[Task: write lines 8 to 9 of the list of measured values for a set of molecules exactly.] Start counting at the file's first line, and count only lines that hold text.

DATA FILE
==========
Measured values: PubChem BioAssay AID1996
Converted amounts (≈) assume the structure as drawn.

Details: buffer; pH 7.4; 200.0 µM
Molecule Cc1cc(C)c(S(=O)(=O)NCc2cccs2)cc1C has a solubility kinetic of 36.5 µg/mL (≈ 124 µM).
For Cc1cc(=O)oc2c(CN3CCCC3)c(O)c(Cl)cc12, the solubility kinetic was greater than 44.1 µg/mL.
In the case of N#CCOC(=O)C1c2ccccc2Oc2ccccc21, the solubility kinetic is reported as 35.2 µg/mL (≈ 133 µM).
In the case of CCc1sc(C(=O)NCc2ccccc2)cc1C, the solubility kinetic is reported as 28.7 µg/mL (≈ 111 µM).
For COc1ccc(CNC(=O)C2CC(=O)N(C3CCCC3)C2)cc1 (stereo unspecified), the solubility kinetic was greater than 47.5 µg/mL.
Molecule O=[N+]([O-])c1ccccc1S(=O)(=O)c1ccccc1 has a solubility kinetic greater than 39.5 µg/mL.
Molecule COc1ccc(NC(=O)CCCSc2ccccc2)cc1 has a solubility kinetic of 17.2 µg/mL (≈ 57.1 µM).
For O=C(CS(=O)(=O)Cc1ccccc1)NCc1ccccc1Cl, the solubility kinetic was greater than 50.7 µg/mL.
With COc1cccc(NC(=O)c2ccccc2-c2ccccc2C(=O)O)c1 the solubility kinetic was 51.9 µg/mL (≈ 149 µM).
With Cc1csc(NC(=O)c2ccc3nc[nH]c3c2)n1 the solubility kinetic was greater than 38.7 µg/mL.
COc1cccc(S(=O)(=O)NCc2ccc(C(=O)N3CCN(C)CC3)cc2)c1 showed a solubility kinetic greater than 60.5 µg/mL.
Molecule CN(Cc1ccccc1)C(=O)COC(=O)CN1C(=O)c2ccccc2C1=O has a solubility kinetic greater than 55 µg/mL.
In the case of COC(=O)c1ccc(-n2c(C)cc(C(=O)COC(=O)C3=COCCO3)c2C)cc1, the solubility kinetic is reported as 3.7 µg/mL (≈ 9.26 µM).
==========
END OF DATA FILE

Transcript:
For COc1ccc(CNC(=O)C2CC(=O)N(C3CCCC3)C2)cc1 (stereo unspecified), the solubility kinetic was greater than 47.5 µg/mL.
Molecule O=[N+]([O-])c1ccccc1S(=O)(=O)c1ccccc1 has a solubility kinetic greater than 39.5 µg/mL.